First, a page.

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Politics and Government

Lawmakers say it's time to end limits on school funding

Katie Keier

Eight years after the stock market crash and the start of the recession, the New York state Senate leader say it’s time to get rid of a law that limits funding to some schools. The measure was created when the state had a $10 billion budget deficit now that the state is running  surpluses.

The law, enacted in 2010, is known by the obscure term the Gap Elimination Adjustment. It was designed to help cut the state’s then huge budget deficit. Instead of giving schools the funding that they were supposed to get under the state’s school aid formula, Gap Elimination Adjustment, or GEA, withheld some of the money to help balance the budget.

Senate Republicans drew a line in the sand on the very first day of the 2016 session. They voted to get rid of the GEA, saying it has outlived its purpose. Senate GOP Leader John Flanagan said on the Senate floor exactly how high a priority that is for his caucus.

“It is very, very, very important that we eliminate the GEA in its entirety,” said Flanagan. “We will not have a budget if the GEA is not eliminated.”

An estimated $3 billion was withheld over the past  years six , primarily from suburban schools in areas that most GOP senators represent. The legislature has succeeded in recent years in partially restoring the funds.

Gov. Andrew Cuomo, in his spending plan released a few days after the Senate voted , says he, too, wants to get rid of the GEA. But he would like to phase it out more gradually, over a two-year period.  

Michael Borges, with the New York State Educational Conference Board, which includes school boards, the teachers union, superintendents and the PTA, says the governor’s proposal to wait to end the school funding limit is a major “disappointment.” He says there’s no rationale to keep it in place any longer.

“The governor on one hand, touts the fiscal soundness and the fact that he’s putting a billion dollars into a rainy day fund,” Borges said. “While at the same time withholding money from school districts that are owed to them.”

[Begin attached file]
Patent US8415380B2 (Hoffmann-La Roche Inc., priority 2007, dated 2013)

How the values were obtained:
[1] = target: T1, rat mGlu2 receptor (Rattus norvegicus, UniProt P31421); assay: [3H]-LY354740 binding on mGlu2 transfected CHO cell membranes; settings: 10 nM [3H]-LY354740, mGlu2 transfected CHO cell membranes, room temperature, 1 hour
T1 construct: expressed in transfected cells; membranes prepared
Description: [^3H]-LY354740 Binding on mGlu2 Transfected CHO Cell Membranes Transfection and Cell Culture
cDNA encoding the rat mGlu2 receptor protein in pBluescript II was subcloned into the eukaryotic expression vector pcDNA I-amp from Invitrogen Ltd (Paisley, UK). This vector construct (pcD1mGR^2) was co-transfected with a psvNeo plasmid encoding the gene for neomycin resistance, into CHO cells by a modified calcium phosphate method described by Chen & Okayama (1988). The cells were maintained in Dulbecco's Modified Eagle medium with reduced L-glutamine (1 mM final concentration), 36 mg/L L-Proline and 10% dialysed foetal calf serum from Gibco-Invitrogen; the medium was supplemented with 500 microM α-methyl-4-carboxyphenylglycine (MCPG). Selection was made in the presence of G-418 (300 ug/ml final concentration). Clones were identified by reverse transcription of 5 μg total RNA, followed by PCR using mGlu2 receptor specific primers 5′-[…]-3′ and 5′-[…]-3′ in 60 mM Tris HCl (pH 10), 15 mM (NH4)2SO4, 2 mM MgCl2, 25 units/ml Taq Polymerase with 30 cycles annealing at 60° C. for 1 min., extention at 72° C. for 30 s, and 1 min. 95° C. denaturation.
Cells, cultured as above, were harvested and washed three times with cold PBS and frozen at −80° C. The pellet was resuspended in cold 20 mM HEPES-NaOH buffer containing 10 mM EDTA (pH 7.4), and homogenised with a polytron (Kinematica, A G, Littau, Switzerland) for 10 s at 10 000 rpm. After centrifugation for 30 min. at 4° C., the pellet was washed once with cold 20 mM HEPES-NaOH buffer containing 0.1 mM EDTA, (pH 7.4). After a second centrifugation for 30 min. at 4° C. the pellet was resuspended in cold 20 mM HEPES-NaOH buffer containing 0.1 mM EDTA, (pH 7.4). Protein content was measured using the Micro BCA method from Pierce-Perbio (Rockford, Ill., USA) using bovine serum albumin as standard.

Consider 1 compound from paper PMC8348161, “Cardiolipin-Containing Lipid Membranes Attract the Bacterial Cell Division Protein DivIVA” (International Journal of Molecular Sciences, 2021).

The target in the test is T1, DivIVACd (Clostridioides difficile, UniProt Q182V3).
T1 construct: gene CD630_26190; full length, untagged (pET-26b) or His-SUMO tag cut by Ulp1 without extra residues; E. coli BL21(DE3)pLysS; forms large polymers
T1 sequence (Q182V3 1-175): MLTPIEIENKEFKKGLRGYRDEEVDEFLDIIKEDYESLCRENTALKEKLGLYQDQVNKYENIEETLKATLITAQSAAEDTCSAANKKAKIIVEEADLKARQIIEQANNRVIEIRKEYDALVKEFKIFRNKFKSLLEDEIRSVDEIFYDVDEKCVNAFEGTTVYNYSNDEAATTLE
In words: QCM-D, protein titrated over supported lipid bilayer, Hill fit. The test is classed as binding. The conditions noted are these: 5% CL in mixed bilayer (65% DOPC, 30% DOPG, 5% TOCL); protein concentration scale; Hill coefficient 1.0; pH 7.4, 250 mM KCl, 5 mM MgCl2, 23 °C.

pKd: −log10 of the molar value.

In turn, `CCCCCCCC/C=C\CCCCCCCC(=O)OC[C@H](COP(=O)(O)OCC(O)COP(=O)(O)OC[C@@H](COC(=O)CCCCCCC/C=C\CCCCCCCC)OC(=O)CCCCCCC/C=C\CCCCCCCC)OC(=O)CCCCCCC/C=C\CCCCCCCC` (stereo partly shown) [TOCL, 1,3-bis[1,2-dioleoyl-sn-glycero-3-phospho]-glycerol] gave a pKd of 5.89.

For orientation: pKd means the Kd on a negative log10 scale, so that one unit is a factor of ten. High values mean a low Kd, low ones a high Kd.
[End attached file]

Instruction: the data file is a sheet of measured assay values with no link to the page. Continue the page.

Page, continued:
Billy Easton is with the school funding advocacy group Alliance for Quality Education.  He says that before ending the Gap Elimination Adjustment, Cuomo and the legislature need to first look at the entire school aid formula.

“We believe that the Gap Elimination Adjustment should be repaid,” Easton said. “But it should not be at the top of the list.”

He says New York has not yet fulfilled a ten year old court order in the Campaign for Fiscal Equity case. That ruling said over four billion more dollars need to be spent in the state’s poorest schools, in order to ensure every child’s constitutional right to an adequate education.

Meanwhile, hundreds of charter school parents and students are due at the Capitol on Wednesday for a rally. They say per pupil aid for charter schools has been frozen for six years, and it’s time to unfreeze it.

Cuomo wants to increase school aid overall by just under a billion dollars. The state Board of Regents, and a coalition of schools groups say that’s only about half of what’s needed next year just to keep costs even. Schools are limited in raising money locally because of  a property tax cap. Governors often propose lower amounts to school aid than what ends up in the final budget. Legislators are usually successful in adding funding for education.   

Borges, with the Educational Conference Board,  is hopeful that will happen again.

“The governor’s proposal is a good starting point for negotiations with the legislature,” Borges said.

The governor has proposed adding $100 million dollars to address the most poorly performing schools in the state, which he calls failing schools. He says they should be converted into community schools with longer hours and more services for children and their families.